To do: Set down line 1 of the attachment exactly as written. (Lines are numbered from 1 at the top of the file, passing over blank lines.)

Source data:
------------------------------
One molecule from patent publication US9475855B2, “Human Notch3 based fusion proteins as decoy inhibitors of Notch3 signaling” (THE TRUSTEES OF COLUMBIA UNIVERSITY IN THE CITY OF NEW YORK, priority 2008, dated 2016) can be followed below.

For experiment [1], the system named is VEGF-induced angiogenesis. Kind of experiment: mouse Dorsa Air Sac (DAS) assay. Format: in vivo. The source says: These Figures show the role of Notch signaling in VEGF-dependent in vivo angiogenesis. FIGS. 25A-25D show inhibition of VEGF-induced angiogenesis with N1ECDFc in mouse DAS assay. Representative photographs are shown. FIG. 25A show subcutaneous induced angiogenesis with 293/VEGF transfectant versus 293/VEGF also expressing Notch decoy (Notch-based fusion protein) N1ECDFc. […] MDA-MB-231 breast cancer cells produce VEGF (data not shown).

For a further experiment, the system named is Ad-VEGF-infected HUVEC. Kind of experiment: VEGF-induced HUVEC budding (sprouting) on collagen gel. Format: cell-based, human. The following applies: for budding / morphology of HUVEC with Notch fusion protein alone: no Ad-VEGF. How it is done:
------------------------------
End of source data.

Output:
One molecule from patent publication US9475855B2, “Human Notch3 based fusion proteins as decoy inhibitors of Notch3 signaling” (THE TRUSTEES OF COLUMBIA UNIVERSITY IN THE CITY OF NEW YORK, priority 2008, dated 2016) can be followed below.